It is not, however, in any of the departments of belles lettres that the real eminence of the 18th century as a time of literary production in France consists. In all serious branches of study its accomplishments were, in a literary point of view, remarkable, uniting as it did an extraordinary power of popular and literary expression with an ardent spirit of inquiry, a great speculative ability, and even a far more considerable amount of laborious erudition than is generally supposed. The popular and rather desultory character of many of these researches and speculations makes it somewhat difficult to arrange them in an orderly fashion under the heads of separate departments of science. Historical, theological, metaphysical, physical, economical, political, and moral speculations confuse themselves constantly in the same author, and very often in the same work, and any division that can be adopted must be almost of necessity in many respects a cross division. The advantages, however, of maintaining some sort of order are so unmistakable that we shall continue to observe the arrangement hitherto adopted. The historical studies and results of the 18th century speculation in France are of especial and peculiar importance. There is no doubt that what is called the science of history dates from this time, and though the beginning of it is usually assigned to the Italian Vico, its complete indication may perhaps with equal or greater justice be claimed by the Frenchman Turgot. Before Turgot, however, there were great names in French historical writing, and perhaps the greatest of all is that of Montesquieu (1689-1755). The three principal works of this great writer are all historical and at the same time political in character. In the Lettres Persanes he handled, with wit inferior to the wit of no other writer even in that witty age, the corruptions and dangers of contemporary morals and politics. The literary charm of this book—the plan of which was suggested by a work of Dufresny (1648-1724), a comic writer not destitute of merit—is very great, and its plan was so popular as to lead to a thousand imitations, of which all, except those of Voltaire and Goldsmith, only bring out the immense superiority of the original. Few things could be more different from this lively popular book than Montesquieu’s next work, the Grandeur et Decadence des Romains, in which the same acuteness an knowledge of human nature are united with considerable erudition, and with a weighty though perhaps somewhat grandiloquent and rhetorical style. His third and greatest work, the Esprit des Lois, is again different both in style and character. Its defect is too hasty and sweeping generalization on facts insufficiently collected and observed. But this defect is as nothing as compared with the merits of its fertility in ideas, its splendid breadth of view, and the felicity with which the author, in a manner unknown before, recognizes the laws underlying complicate assemblages of fact which had up to that time been considered as connected only by the hazards of fate or by arbitrary causes. The style of this great work is equal to its substance ; less light than that of the Letters, less rhetorical than that of the Grandeur des Romains, it is still a marvellous union of dignity and wit. Around Montesquieu, partly before and partly after him, is a group of philosophical or at least systematic historians, of whom the chief are Dubos (1670-1742), Boulainvilliers (1658-1722), and Mably (1709-1785). Dubos, whose chief work is not historical but aesthetic (Réflexions sur la Poésie et la Peinture), wrote a so-called Histoire Critique de l’Établissement de la Monarchie Française, which is as far as possible from being in the modern sense critical, inasmuch as, in the teeth of history, and in order to exalt the Tiers État, it pretends an amicable coalition of Franks and Gauls, and not an irruption by the former. Boulainvilliers, on the other hand, maintained the rights of the nobility in virtue and as a consequence of the Frankish conquest. Mably (Observatoins sur l’Hitoire de la France) had a much greater influence than either of these writers, and a decidedly mischievous one, especially at the period of the Revolution. He more than any one else, is responsible for the ignorant and childish extolling of Greek and Roman institutions, and the still more ignorant depreciation of the Middle Ages, which was for a time characteristic of French politicians. Montesquieu was, as we have said, followed by Turgot (1727-1781), whose writings are few in number, and not remarkable for style, but full of original thought. Turgot in his turn was followed by Comdorcet (1743-1794), whose tendency is somewhat more sociological than directly historical. Towards the end of the period, too, a considerable number of philosophical histories were written, the usual object of which was, under cover of a kind of allegory, to satirize and attack the existing institutions and government of France. The most famous of these was the Histoire des Indes, nominally written by the Abbé Raynal (1711-1796), but really the joint work of many members of the Philosophe but really the joint work of many members of the Philosophe partly, especially Diderot. Side by side with this really or nominally philosophical school of history there existed another and less ambitious school, which contented itself with the older and simpler view of the science. The Abbé de Vertot (1655-1735) belongs almost as much to the 17th as to the 128th century ; but his principal works, especially the famous Histoire des Chevaliers de Malte, date from the later period, as do also the Révolutions Romaines. Vertot is above all things a literary historian, and the well-known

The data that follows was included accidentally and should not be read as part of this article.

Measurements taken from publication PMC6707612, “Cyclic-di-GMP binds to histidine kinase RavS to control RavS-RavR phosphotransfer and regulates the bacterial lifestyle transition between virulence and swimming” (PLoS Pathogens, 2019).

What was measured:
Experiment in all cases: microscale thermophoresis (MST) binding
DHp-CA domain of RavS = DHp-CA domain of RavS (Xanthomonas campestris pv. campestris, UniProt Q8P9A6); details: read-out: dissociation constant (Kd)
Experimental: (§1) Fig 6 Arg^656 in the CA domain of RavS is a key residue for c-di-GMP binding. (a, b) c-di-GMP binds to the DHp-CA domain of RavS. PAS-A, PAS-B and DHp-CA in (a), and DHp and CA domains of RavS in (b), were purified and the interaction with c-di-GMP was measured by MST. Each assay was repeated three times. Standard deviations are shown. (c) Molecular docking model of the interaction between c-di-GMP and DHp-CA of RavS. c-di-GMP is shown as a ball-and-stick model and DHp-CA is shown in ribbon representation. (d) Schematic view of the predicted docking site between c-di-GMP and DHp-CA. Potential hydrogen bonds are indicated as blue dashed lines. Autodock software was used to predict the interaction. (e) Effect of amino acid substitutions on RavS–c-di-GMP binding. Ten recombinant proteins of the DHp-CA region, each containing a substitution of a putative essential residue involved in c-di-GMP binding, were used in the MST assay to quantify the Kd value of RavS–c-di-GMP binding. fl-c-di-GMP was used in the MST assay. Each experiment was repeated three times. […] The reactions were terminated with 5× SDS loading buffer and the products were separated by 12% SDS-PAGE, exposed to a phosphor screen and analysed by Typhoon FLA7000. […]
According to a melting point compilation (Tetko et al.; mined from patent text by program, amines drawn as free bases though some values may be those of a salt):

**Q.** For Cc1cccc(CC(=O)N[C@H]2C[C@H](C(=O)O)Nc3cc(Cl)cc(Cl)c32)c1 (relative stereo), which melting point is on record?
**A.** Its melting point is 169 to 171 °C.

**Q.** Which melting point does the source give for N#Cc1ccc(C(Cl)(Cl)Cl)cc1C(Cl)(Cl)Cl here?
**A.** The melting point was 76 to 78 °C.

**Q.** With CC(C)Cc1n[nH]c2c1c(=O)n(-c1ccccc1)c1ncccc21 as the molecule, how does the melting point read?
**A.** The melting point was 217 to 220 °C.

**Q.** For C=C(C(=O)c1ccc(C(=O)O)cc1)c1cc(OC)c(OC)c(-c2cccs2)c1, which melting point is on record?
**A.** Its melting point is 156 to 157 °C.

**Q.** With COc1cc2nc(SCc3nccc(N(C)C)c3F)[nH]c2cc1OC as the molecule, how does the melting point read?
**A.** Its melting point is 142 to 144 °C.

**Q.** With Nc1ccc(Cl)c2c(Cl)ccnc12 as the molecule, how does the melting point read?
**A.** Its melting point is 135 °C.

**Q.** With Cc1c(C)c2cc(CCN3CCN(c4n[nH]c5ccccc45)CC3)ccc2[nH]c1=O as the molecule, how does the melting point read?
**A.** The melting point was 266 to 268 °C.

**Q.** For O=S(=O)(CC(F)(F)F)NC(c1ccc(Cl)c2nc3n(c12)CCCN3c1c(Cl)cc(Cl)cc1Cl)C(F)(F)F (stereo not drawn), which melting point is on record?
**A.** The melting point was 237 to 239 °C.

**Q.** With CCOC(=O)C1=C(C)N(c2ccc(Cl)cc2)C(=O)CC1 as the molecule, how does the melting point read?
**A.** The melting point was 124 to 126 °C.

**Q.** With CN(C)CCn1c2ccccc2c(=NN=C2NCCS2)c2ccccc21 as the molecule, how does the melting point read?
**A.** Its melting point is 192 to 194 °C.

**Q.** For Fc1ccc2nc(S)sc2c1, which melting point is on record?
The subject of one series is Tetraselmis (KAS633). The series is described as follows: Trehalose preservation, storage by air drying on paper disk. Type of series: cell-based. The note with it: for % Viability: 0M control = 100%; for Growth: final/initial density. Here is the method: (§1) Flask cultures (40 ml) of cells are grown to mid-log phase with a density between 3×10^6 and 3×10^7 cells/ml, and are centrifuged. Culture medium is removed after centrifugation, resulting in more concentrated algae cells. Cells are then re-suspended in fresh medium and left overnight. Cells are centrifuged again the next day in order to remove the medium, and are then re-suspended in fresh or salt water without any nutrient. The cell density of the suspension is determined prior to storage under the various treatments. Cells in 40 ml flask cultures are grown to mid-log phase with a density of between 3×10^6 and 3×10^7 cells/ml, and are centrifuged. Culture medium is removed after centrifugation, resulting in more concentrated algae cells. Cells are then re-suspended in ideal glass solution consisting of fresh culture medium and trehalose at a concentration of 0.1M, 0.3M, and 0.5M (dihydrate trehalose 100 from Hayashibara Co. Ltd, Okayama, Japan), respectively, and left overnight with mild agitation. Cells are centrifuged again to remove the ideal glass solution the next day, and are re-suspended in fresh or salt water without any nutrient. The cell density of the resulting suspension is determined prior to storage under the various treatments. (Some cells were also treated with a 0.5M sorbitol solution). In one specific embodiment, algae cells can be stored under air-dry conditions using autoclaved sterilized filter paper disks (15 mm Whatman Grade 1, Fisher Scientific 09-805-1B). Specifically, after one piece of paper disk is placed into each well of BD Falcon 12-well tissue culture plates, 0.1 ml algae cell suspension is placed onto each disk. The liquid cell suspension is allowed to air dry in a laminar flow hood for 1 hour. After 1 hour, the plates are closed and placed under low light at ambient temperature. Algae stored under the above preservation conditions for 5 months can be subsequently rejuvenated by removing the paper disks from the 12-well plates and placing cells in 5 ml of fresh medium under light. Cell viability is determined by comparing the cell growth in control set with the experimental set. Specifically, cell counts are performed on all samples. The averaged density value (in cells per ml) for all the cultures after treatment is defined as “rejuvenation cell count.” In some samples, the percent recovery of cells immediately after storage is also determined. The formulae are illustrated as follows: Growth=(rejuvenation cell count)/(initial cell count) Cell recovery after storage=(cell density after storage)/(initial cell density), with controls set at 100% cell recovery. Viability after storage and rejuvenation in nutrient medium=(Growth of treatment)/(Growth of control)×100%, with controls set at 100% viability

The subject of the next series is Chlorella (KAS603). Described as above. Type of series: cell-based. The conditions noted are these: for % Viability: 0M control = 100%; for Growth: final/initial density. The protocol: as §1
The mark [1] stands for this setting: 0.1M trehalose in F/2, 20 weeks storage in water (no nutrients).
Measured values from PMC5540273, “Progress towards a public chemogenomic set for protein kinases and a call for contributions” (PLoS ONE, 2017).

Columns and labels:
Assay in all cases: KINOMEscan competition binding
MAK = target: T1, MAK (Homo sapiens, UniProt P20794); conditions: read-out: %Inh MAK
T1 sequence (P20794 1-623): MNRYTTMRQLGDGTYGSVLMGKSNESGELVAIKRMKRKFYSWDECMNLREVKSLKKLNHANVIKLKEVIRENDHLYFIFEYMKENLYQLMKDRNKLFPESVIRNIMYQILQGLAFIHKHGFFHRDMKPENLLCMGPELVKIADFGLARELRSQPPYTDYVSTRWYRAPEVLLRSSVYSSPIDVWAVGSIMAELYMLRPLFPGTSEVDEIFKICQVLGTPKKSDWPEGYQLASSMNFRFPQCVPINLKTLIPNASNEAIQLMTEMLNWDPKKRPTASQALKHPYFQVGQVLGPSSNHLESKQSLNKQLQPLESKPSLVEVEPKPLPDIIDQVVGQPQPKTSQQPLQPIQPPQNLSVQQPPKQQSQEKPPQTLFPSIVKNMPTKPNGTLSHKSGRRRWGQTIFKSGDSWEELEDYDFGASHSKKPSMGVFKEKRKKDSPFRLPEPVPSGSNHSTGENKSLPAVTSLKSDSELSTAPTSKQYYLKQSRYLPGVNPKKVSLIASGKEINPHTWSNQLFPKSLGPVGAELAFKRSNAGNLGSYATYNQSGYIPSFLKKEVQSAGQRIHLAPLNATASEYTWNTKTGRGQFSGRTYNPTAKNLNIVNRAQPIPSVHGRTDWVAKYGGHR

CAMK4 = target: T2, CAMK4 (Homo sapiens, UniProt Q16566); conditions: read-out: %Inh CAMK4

"Mon siége est fait," whether true or not, certainly expresses his system. Of he same school, though far more comprehensive, was the laborious Rollin (1661-1741), whose works in the original or translated were long the chief historical manuals of Europe. In the same class, too, far superior as is his literary, power, must be ranked the historical works of Voltaire, Charles XII., Pierre le Grand, &c. A very perfect example of the historian who is literary first of all is supplied by Rulhière (1735-1791) whose Révolution en Russie en 1762 is one of the little masterpieces of history, while his larger and posthumous work on the last days of the Polish kingdom exhibits perhaps some of the defects of this class of historians. Lastly must be mentioned the memoirs and correspondence of the period, the materials of history if not history itself. The century opened with the most famous of all of these, the memoirs of the Duc de St Simon (1678-1775), an extraordinary series of pictures of the court of Louis XIV. and the Regency, written in an unequal and incorrect style, but with something of the irregular excellence of the great 16th century writers, and most striking in the sombre bitterness of its tone. The subsequent and less remarkable memoirs of the century are so numerous that it is almost impossible to select a few for reference, and altogether impossible to mention all. Of those bearing on public history the memoirs of De Stall, of D’Argenson, of Duclos, of Weber, of Madame de Genlis, of Bésenval, of Madame Campan, may perhaps be selected for mention ; of those bearing on literary and private history, the memoirs of Madame d’Epinay, and the innumerable writings having reference to Voltaire and to Philosophe party generally. Here, too, may be mentioned a remarkable class of literature, consisting purely private and almost confidential letters, which were written at this time with very remakable literary excellence. As specimens may be selected those of Mademoiselle Aissé (1693-1733), which are models of easy and unaffected tenderness, and those of Mademoiselle de Lespinasse, the companion of Madame du Deffand and afterwards of D’Alembert. These latter, in their extraodrinary fevour and passion, not merely contrast strongly with the generally languid and frivolous gallantry of the age, but constitute one of its most remarkable literary monuments. It has been said of them that they "burn the paper," and the expression is not exaggerated. While the imaginative works of the period were quite unable, with perhaps the exception of Manon Lescaut and the Nouvelle Héloise to express depth or heat of passion, these letters, written straight from the heart, equal anything that poet or novelist has ever elaborated. Of lighter letters the charming correspondence of Diderot with Mademoiselle Voland deserves special mention. But the correspondence, like the memoirs of this century, defies justice to be done to it in any cursory or limited mention. In this connexion, however, it may be well to mention some of the most remarkable works of the time, the Confessions, Rêveries, and Promenades d’un Solitaire of Rousseau. In these work, especially in the Confessions, there is not merely exhibited passion as fervid though perhaps less unaffected than that of Mademoiselle de Lespinasse,—there appear in them two literary characteristics which, if not entirely novel (no literary characteristic is ever entirely novel), were for the first time brought out deliberately by powers of the first order, were for the first time made the mainspring of literary interest, and thereby set an example which for more than a century has been persistently followed, and which has produced some of the finest results of modern literature. The first of these was the elaborate and unsparing analysis and display of the motives, the weaknesses, and the failings of individual character. This process, which Rousseu unflinchingly performed on himself, has been followed usually in respect to fictitious characters by his successors. Up to his time character-handling had been mainly abandoned to the dramatist, the satirist, the historian, the moralist, and the preacher, whose purposes led them to use bright or dark colours, bold outlines, and strongly contrasted lights and shades. Rousseau set the example of drawing a character in all its complexity, of showing the mixture of meanness and nobleness, and the intricate processes which lead to the commission of acts the simplest in appearance. The other novelty was the feeling for natural beauty and the elaborate description of it, he credit of which latter must, it has been agreed by all impartial critics, be assigned rather to Rousseau than to any other writer. His influence in this direction was, however, soon taken up and continued by Bernardin de St Pierre, some of works have been already alluded to. In sentiment as well as in literary history Bernardin de St Pierre is the connecting link between Rousseau and Chateaubriand, and thus occupies a position of considerable interest. In particular the author of Paul et Virginie set himself to develop the example of description which Rousseau had set, and his word-paintings, though less powerful than those of his model, are more abundant, more elaborate, and animated by a more amiable spirit.